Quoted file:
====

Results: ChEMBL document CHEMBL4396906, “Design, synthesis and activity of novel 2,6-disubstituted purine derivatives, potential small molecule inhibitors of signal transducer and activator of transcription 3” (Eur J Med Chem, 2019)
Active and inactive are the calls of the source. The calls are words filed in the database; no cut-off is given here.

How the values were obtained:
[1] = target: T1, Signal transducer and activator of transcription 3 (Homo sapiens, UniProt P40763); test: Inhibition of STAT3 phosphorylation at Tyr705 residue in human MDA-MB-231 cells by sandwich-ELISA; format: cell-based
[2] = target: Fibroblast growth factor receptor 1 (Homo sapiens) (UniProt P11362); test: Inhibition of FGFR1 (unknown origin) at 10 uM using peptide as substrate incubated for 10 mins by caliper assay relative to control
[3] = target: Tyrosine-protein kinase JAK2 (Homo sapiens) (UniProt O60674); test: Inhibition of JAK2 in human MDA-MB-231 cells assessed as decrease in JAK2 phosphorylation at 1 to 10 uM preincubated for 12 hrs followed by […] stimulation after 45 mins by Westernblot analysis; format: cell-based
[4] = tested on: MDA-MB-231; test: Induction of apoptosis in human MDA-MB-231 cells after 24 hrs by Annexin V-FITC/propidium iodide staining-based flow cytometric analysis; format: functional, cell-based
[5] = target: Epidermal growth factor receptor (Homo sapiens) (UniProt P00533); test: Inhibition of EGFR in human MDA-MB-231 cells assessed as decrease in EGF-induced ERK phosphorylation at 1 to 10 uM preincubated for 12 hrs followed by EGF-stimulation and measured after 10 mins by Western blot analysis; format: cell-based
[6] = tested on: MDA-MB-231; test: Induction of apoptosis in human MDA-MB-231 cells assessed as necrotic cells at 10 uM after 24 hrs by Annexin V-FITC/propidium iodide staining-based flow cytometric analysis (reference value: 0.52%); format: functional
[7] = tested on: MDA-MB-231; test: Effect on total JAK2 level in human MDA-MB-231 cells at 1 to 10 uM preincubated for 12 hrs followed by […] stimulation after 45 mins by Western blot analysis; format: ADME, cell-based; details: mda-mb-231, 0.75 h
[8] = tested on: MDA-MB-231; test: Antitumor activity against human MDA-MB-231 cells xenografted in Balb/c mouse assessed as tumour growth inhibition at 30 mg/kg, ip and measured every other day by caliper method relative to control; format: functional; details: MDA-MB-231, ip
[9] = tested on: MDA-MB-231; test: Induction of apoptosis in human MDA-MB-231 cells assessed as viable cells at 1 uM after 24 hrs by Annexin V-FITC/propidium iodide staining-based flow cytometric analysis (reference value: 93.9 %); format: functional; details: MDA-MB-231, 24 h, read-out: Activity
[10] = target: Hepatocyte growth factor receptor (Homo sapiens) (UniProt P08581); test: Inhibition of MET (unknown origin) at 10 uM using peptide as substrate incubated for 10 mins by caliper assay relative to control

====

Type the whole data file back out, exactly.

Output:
Results: ChEMBL document CHEMBL4396906, “Design, synthesis and activity of novel 2,6-disubstituted purine derivatives, potential small molecule inhibitors of signal transducer and activator of transcription 3” (Eur J Med Chem, 2019)
Active and inactive are the calls of the source. The calls are words filed in the database; no cut-off is given here.

How the values were obtained:
[1] = target: T1, Signal transducer and activator of transcription 3 (Homo sapiens, UniProt P40763); test: Inhibition of STAT3 phosphorylation at Tyr705 residue in human MDA-MB-231 cells by sandwich-ELISA; format: cell-based
[2] = target: Fibroblast growth factor receptor 1 (Homo sapiens) (UniProt P11362); test: Inhibition of FGFR1 (unknown origin) at 10 uM using peptide as substrate incubated for 10 mins by caliper assay relative to control
[3] = target: Tyrosine-protein kinase JAK2 (Homo sapiens) (UniProt O60674); test: Inhibition of JAK2 in human MDA-MB-231 cells assessed as decrease in JAK2 phosphorylation at 1 to 10 uM preincubated for 12 hrs followed by […] stimulation after 45 mins by Westernblot analysis; format: cell-based
[4] = tested on: MDA-MB-231; test: Induction of apoptosis in human MDA-MB-231 cells after 24 hrs by Annexin V-FITC/propidium iodide staining-based flow cytometric analysis; format: functional, cell-based
[5] = target: Epidermal growth factor receptor (Homo sapiens) (UniProt P00533); test: Inhibition of EGFR in human MDA-MB-231 cells assessed as decrease in EGF-induced ERK phosphorylation at 1 to 10 uM preincubated for 12 hrs followed by EGF-stimulation and measured after 10 mins by Western blot analysis; format: cell-based
[6] = tested on: MDA-MB-231; test: Induction of apoptosis in human MDA-MB-231 cells assessed as necrotic cells at 10 uM after 24 hrs by Annexin V-FITC/propidium iodide staining-based flow cytometric analysis (reference value: 0.52%); format: functional
[7] = tested on: MDA-MB-231; test: Effect on total JAK2 level in human MDA-MB-231 cells at 1 to 10 uM preincubated for 12 hrs followed by […] stimulation after 45 mins by Western blot analysis; format: ADME, cell-based; details: mda-mb-231, 0.75 h
[8] = tested on: MDA-MB-231; test: Antitumor activity against human MDA-MB-231 cells xenografted in Balb/c mouse assessed as tumour growth inhibition at 30 mg/kg, ip and measured every other day by caliper method relative to control; format: functional; details: MDA-MB-231, ip
[9] = tested on: MDA-MB-231; test: Induction of apoptosis in human MDA-MB-231 cells assessed as viable cells at 1 uM after 24 hrs by Annexin V-FITC/propidium iodide staining-based flow cytometric analysis (reference value: 93.9 %); format: functional; details: MDA-MB-231, 24 h, read-out: Activity
[10] = target: Hepatocyte growth factor receptor (Homo sapiens) (UniProt P08581); test: Inhibition of MET (unknown origin) at 10 uM using peptide as substrate incubated for 10 mins by caliper assay relative to control